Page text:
Step Away From The Car… In Yellowstone

If you don’t get more than 100 feet from your car when you go to Yellowstone National Park (YNP) in Wyoming that would be a shame, but I will not judge you… however I would encourage you to hike your way to the front of the line.  In doing so, you’ll leave the vast majority of the parks visitors far behind.  YNP has some of the most incredible roadside attractions nature can offer: steaming geysers, large herds of bison, elk and deer, as well as apex predators like wolves and bears.  But all of this nature in one place has one big disadvantage: Disneyland-like crowds with no skip the line pass to make viewing it all easier.

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Bison or Buffalo?

My wife and I recently spent a few days in Yellowstone and roughly split our time equally between seeing large swaths of the park from, or very near to, our car with the other half of our trip walking into the woods to experience a much different Yellowstone than most people do.  From the car, there are the massive Yellowstone Falls in the Grand Canyon of the Yellowstone as well as huge herds of bison that seem very comfortable weaving through the cars and people who dare to get too close.  Bears are often seen here from your car and even wolves show face for those who are either lucky, or patient, or both. There are also thermal features within close proximity to parking lots such as the famous Old Faithful Geyser and the incredible colors of the Grand Prismatic Spring.

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Lower Yellowstone Falls

If you get out of your car and venture into the woods, you may be rewarded with a much more intimate experience in one of America’s most popular national parks. Our first hike in the park was 4.8 miles round trip to Lone Star Geyser, which can erupt up to 45 feet into the sky. This geyser erupts every three hours so timing is everything, and we lucked out and arrived (with no planning mind you) only 10 minutes before the geyser went off.  The hike is uphill to the geyser but is not steep and follows an old road that has been closed to automobile traffic (bikes are allowed). A few minutes of waiting after reaching the end of the road, the geyser began to pick up steam (pun intended) and showed rumbling signs that an eruption would be coming soon.  The geyser erupted for about 18 minutes with water shooting up first, then a few minutes of steam and it was a wonderful reward for the relatively short 2.4 mile hike to get there.  We felt like our efforts to have hiked there were instantly rewarded as there were only about 10 other people there to witness this very cool display whereas Old Faithful can have as many as 2,000 people watching an eruption.  It was also refreshing to have an unobstructed view of the geyser with no signs or ropes in the way and the best part was that it truly felt like this is how we were meant to see it, au natural so to speak.  We worked for this experience and we were richly rewarded for our efforts.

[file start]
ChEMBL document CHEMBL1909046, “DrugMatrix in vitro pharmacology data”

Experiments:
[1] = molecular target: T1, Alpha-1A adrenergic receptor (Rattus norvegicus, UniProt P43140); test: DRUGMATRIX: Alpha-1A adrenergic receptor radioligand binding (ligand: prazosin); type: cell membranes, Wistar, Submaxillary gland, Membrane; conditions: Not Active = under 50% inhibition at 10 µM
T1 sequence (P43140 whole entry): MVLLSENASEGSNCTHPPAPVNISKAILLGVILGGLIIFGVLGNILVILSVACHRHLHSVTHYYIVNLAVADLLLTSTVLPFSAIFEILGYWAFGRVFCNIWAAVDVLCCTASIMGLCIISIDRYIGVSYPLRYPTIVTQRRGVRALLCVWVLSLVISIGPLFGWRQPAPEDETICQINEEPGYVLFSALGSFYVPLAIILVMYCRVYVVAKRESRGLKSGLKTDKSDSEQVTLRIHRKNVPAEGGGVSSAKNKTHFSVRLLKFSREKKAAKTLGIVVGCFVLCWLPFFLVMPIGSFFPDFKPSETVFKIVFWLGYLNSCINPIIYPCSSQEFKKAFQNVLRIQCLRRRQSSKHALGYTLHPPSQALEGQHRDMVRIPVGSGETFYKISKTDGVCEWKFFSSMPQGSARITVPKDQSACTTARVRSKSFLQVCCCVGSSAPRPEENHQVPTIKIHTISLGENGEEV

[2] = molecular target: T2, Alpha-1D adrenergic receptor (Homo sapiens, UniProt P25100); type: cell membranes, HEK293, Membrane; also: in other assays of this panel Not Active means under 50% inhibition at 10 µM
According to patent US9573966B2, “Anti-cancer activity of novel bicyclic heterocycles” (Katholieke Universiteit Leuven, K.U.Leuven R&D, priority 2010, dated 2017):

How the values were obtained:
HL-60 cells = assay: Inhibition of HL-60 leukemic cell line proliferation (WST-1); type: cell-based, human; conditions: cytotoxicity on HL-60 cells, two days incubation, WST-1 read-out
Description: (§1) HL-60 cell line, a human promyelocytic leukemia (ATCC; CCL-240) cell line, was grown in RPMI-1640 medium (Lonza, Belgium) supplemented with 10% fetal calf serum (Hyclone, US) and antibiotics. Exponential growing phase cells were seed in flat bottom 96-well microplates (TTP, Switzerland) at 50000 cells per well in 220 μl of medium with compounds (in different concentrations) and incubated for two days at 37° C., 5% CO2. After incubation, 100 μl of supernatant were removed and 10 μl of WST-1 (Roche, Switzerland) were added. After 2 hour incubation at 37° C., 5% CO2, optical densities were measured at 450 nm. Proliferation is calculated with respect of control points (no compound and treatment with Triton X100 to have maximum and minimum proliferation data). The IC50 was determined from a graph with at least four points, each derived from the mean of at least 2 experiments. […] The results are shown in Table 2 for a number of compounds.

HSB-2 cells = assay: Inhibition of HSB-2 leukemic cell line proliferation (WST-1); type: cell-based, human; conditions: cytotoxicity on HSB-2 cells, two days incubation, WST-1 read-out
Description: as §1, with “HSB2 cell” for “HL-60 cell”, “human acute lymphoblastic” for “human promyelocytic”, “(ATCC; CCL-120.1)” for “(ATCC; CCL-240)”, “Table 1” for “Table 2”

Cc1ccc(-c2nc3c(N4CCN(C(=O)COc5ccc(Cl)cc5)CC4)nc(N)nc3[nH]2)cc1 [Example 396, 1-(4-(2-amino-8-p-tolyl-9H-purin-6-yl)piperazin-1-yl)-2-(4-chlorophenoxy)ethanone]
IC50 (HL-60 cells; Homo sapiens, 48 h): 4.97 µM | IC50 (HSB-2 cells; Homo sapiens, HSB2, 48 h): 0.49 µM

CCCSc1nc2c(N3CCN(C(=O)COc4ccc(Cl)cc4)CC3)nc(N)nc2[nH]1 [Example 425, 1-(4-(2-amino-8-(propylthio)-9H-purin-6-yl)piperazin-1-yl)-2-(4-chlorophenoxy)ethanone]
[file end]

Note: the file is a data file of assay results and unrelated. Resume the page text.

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Lone Star Geyser

Our second hike was to see Fairy Falls which is accessed near the very busy Grand Prismatic Spring area.  Once you get past the large crowds of this popular spot, you’ll find a much smaller group of sightseers on the way to the falls.  Fairy Falls is a very tall (197 feet) cascade, one of the tallest in the park, but for us the true gem of this hike unexpectedly turned out to be Imperial Geyser.  This geyser bubbled and burped the entire time we were there and again there was hardly a soul there, this time only four other hikers.  If you make this an out and back, the distance is around six miles, but there are also options to add more distance by linking to other trails in the area, which we did to add another three miles or so.  While on one of these connector trails, we came across a lone male bison just off trail that really capped off what was a very unique hike. Seeing a big bison from your car can be intimidating so imagine seeing one out on the trail!  We stayed back a safe distance to take some photos and didn’t want to end up on the news like so many others recently who have gotten too close to a wild bison.